Similarly, a person would never be able to convince a court that he or she has the right to associate only with white people or heterosexuals because that is just a prejudice the person has. As the choice of association is based on prejudice, it could never trump the right not to be unfairly discriminated against.
In terms of Section 21 of Pepuda the Equality Court has a very broad discretion when deciding what remedies to impose on the discriminating party.
It can order the private business or person to stop discriminating, to change its policies, to offer an apology, or to order the payment of damages in the form of an award to an appropriate body or organisation. It can also make an appropriate order of a deterrent nature, including the recommendation to the appropriate authority, to suspend or revoke the licence of a person.
This means that Pepuda has real teeth and allows a court to impose drastic sanctions against individuals or private businesses who discriminate against individuals based on their race, sex, gender or sexual orientation.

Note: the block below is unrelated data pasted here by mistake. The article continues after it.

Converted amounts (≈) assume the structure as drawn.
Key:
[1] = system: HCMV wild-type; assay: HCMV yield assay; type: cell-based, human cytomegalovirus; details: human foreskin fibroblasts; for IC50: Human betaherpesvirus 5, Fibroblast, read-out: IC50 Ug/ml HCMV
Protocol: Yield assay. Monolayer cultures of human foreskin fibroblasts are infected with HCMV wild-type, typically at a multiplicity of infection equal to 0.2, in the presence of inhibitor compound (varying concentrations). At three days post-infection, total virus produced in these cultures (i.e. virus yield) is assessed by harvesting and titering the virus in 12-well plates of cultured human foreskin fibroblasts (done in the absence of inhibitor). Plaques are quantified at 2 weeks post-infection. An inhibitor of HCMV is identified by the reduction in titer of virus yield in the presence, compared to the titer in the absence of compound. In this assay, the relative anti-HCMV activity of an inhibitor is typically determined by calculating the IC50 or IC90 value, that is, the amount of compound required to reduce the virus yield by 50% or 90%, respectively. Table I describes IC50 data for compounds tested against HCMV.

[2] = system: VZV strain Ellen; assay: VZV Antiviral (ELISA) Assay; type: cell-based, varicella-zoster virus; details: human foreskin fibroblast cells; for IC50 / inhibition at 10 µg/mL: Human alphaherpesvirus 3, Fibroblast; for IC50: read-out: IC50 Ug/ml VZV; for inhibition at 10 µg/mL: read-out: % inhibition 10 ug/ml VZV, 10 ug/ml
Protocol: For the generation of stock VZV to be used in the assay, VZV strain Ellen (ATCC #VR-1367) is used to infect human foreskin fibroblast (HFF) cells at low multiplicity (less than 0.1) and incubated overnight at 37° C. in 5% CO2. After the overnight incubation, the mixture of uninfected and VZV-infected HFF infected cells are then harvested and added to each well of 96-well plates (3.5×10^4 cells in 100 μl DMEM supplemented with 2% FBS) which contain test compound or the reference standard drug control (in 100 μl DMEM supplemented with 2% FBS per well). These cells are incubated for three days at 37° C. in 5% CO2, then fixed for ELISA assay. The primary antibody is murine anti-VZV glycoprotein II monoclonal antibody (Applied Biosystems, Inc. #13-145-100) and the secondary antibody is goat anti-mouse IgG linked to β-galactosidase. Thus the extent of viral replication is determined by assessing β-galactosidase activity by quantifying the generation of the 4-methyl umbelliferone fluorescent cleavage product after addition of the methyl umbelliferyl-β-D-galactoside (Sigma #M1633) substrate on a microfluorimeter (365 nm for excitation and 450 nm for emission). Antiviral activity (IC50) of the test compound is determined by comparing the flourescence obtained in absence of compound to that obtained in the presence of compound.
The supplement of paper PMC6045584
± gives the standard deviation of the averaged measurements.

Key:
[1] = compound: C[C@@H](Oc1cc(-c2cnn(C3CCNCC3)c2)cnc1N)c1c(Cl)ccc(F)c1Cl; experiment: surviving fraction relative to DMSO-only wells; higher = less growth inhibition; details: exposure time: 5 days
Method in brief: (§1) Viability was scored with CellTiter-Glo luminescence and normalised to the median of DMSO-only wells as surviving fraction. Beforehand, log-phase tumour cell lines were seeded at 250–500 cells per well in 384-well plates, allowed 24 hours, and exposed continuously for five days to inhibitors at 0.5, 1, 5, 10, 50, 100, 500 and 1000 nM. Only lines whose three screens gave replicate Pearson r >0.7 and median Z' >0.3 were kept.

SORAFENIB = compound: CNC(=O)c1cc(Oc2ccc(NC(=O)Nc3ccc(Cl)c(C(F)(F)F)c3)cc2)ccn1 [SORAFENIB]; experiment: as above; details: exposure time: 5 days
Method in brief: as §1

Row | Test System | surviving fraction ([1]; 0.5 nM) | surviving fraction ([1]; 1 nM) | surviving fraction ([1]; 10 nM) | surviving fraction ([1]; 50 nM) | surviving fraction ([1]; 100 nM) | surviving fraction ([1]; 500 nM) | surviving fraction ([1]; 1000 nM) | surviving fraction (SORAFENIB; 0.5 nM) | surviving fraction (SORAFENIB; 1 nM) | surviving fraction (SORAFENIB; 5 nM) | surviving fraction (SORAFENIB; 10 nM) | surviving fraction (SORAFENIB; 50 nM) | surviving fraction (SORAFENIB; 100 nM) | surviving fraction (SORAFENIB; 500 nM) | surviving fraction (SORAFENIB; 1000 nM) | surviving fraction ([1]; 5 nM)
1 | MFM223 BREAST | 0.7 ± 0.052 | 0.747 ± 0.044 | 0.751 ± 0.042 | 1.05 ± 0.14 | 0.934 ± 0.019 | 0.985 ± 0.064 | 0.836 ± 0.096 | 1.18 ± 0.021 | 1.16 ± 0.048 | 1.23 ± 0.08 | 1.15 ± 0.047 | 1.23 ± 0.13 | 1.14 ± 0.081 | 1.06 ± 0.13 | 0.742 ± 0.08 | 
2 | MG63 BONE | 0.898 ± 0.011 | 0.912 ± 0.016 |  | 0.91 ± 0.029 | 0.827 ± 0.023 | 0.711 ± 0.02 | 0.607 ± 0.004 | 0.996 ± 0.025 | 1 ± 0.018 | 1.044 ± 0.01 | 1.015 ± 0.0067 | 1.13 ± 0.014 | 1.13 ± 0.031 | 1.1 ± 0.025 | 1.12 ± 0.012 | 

The vigorous enforcement of Pepuda will, of course, not stop all people from harbouring racist, sexist or homophobic views. In any event, the problem of racism, sexism and homophobia is about more than the personal attitudes of individuals. The very way in which society is structured promote the well-being of dominant groups to the detriment of subordinated groups and these arrangements are difficult to change overnight.
However, if more people used the Equality Courts to challenge discrimination and if Equality Courts imposed heavier penalties on private individuals and businesses who unfairly discriminate, it might at least help to shatter the bizarrely resilient myth that the right to freedom of association, their property rights, or their right to freedom of religion allows private individuals or businesses to discriminate against others on the basis of race, sex, gender or sexual orientation.
For example, if somebody were to approach the Equality Court with a request to rule that Sodwana Bay guesthouse and its owner André Slade unfairly discriminated against black people and against gays and lesbians, the Court would be able to impose an award of R500,000 damages on the guesthouse or on Mr Slade personally.
Such a harsh penalty may make other owners of private businesses sit up and take notice. They may not stop harbouring racist, sexist or homophobic views. But some of them may at least start to comply with the law. DM